Rope access technology
Have you got a head for heights? Join us as we hoist ourselves into the diverse and sometimes dangerous world of rope-access technicians.
Neil Wibrew is a former marine. Clearly not excited enough by this career choice, for the last nine years he's been a rope-access technician. Already a competent climber before setting up his own business, he also tapped into his experience in plumbing, building, scaffolding, civil engineering and diamond drilling, making him the go-to technician for high-rise problems.
There are, Wibrew says, plenty of others who want to swap their current careers for scaling tall buildings. He mentions a banker and a man who spent over a decade in a trumpet factory. There are also "brickies, roofies, sparkies...who want to adapt their trade". There are the adrenalin-seekers too, of course, but if they think it's going to be a glamour job, they can think again. This job isn't necessarily about scaling Big Ben or flying out to the Middle East; there is plenty of scraping "pigeon poo out of gutters", admits the former army man.
Like Wibrew, Carrie Bishop is at the top of her profession, working as a Level 3 supervisor and trainer. She is one of "something like 10 or 15 female Level 3s... On big construction sites I'm often the only woman, other than the occasional engineer, architect or surveyor".
Having started climbing as a teenager and discovered that offshore rope-access work meant you were very well paid by student standards, Bishop trained up for a stop-gap job. Some 16 years later, she's still stop-gapping. These days, she even trains specialists in other fields: "For an inspection of the Royal Albert Bridge at Plymouth, I trained two structural engineers to Level 1 so that they could be part of the team."
Where rope access began
"Assuming they've even heard of rope access," says Bishop, "most people's idea of it is abseiling."
It all started a little over 20 years ago on North Sea oil rigs. In that hostile environment, offshore oil and gas platforms needed new expertise. Their platforms required a great deal of cleaning and maintenance, but the traditional scaffolding and cranes were proving cumbersome. Thus mountaineers, cavers and dry-rock-climbers, with their new lightweight, heavy-duty, rubberised, nylon-coated ropes, were approached by some oil companies for an industrial solution. Small companies started up to meet demand and the rest is history.
IRATA (Industrial Rope Access Trade Association) is a large umbrella organisation providing standard training, codes of practice and health and safety for its rope-access worker members. IRATA now has over 240 members, says Roderick Dymott, the association's CEO, some of whom have carried out Big Ben and London Eye inspections. As well as taking care of emergency evacuation from the Eye, they "have had to take down a couple of Fathers for Justice [activists]", adds Dymott.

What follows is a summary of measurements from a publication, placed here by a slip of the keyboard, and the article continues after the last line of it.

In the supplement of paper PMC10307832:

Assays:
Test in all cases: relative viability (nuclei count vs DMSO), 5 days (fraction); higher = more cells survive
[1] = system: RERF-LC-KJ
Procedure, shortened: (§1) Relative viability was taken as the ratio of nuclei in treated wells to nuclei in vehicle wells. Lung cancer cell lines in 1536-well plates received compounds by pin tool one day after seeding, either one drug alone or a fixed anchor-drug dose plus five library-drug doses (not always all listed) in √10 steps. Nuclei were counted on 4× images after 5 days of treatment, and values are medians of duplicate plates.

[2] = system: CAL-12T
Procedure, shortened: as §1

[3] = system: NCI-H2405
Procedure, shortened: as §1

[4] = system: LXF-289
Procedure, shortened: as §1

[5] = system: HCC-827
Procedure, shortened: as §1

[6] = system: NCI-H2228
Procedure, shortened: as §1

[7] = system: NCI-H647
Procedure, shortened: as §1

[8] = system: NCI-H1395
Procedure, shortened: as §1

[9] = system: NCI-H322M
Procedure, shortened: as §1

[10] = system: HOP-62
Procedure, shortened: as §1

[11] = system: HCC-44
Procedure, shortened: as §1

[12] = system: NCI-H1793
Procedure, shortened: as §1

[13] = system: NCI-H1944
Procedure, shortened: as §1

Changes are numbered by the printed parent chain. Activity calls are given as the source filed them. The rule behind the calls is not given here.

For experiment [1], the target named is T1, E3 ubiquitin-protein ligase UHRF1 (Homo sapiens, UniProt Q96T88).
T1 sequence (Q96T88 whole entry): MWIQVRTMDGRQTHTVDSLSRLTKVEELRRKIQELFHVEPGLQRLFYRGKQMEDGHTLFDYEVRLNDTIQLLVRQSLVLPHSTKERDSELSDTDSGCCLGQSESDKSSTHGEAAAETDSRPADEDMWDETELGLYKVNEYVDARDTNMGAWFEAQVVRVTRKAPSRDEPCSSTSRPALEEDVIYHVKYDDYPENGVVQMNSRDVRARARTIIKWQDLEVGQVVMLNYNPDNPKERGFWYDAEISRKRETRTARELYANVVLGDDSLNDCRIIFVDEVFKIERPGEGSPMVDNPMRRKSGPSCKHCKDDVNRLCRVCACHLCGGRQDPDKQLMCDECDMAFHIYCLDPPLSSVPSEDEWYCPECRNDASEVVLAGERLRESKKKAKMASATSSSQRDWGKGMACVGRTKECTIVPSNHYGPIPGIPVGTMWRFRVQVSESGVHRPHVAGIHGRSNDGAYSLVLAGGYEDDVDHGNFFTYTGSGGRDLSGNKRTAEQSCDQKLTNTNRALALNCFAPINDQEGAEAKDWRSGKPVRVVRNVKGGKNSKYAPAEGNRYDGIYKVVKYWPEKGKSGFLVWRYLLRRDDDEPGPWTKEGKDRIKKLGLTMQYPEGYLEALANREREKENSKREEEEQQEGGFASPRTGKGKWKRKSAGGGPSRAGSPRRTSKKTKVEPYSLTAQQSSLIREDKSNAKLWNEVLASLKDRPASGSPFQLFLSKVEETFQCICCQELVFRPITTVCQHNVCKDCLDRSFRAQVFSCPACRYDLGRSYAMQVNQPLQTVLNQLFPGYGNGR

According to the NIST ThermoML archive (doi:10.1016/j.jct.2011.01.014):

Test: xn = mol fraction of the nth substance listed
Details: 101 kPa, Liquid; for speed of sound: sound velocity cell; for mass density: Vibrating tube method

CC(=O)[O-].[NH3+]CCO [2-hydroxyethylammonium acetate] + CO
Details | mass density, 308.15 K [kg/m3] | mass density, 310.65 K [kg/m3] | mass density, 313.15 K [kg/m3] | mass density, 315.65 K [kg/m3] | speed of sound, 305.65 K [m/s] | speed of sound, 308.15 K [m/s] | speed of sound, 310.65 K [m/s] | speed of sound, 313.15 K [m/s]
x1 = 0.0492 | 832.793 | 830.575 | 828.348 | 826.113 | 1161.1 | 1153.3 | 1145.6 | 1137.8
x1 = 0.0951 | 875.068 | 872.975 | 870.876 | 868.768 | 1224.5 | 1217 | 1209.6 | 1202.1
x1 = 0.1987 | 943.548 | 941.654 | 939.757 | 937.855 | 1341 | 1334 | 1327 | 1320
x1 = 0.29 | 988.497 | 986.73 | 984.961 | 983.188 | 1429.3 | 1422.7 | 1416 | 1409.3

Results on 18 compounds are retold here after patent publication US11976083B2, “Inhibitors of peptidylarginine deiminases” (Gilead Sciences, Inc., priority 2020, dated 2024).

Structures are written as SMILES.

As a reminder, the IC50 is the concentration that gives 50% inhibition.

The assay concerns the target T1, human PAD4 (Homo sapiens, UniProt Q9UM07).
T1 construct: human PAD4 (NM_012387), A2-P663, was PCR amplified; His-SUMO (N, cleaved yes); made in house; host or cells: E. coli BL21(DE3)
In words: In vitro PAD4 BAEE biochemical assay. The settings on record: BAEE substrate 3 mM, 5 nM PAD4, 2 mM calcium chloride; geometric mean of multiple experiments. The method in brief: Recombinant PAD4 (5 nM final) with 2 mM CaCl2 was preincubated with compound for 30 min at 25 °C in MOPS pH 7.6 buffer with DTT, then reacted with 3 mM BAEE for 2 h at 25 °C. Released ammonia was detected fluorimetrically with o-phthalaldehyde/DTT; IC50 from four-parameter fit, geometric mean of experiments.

IRATA members are not just in the UK. Rope-access workers have been trained under IRATA guidelines in every country from eastern Europe to Asia, including Bulgaria, Lithuania, Iran and Korea.
IRATA's CEO is enthused by the beauty and simplicity of it all, and it's also far cheaper and faster than mobilising mechanised equipment: "arrive 9am, 9.10am start working", says Rod, and it leaves a "minimal environmental footprint".
Just what does the job entail?
The sorts of jobs that require rope-access workers are quite literally up and down. What is the attraction? Variety is one reason, and this is shown by some of the weird and wonderful job descriptions:
When a fat-saturated extraction duct caught fire in a fast-food restaurant, legislation was introduced to enforce the cleaning of extraction ducts every four years. Wibrew and his team were called in to descend the depths of one restaurant duct that hadn't been cleaned in over a decade. Expecting "the hanging gardens of fat", they instead found it had been baked dry.
Then there are the instance of what Wibrew describes as "extreme gardening": he has cleansed bridges of vegetation and saplings; removed plant life from Dover Castle's moat, using brush-cutters and a team of rope-access arborists; he has also devised a system of mowing a Seedum roof lawn for a Wildlife Trust visitor centre.
It could just be that London's Olympics bid success was tipped by the banners that Wibrew erected on the O2 Dome, which involved putting up a steel framework in freezing temperatures.